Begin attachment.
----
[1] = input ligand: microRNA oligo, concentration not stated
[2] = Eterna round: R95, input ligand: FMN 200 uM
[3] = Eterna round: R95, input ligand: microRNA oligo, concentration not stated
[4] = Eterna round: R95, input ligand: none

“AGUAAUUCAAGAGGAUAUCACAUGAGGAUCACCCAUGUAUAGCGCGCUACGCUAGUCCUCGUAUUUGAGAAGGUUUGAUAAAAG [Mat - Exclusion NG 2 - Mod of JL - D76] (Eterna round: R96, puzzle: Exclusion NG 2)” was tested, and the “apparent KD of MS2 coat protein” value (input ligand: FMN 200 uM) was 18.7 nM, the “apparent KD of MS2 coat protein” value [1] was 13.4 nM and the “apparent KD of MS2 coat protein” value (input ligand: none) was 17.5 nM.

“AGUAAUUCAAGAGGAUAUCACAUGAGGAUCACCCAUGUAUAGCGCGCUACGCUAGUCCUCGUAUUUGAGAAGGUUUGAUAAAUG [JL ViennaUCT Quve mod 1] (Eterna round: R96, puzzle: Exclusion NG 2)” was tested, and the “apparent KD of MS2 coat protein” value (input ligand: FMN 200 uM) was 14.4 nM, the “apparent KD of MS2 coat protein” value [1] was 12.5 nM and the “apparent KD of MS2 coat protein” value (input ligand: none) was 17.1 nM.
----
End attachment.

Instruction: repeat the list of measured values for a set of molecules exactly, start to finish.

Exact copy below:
[1] = input ligand: microRNA oligo, concentration not stated
[2] = Eterna round: R95, input ligand: FMN 200 uM
[3] = Eterna round: R95, input ligand: microRNA oligo, concentration not stated
[4] = Eterna round: R95, input ligand: none

“AGUAAUUCAAGAGGAUAUCACAUGAGGAUCACCCAUGUAUAGCGCGCUACGCUAGUCCUCGUAUUUGAGAAGGUUUGAUAAAAG [Mat - Exclusion NG 2 - Mod of JL - D76] (Eterna round: R96, puzzle: Exclusion NG 2)” was tested, and the “apparent KD of MS2 coat protein” value (input ligand: FMN 200 uM) was 18.7 nM, the “apparent KD of MS2 coat protein” value [1] was 13.4 nM and the “apparent KD of MS2 coat protein” value (input ligand: none) was 17.5 nM.

“AGUAAUUCAAGAGGAUAUCACAUGAGGAUCACCCAUGUAUAGCGCGCUACGCUAGUCCUCGUAUUUGAGAAGGUUUGAUAAAUG [JL ViennaUCT Quve mod 1] (Eterna round: R96, puzzle: Exclusion NG 2)” was tested, and the “apparent KD of MS2 coat protein” value (input ligand: FMN 200 uM) was 14.4 nM, the “apparent KD of MS2 coat protein” value [1] was 12.5 nM and the “apparent KD of MS2 coat protein” value (input ligand: none) was 17.1 nM.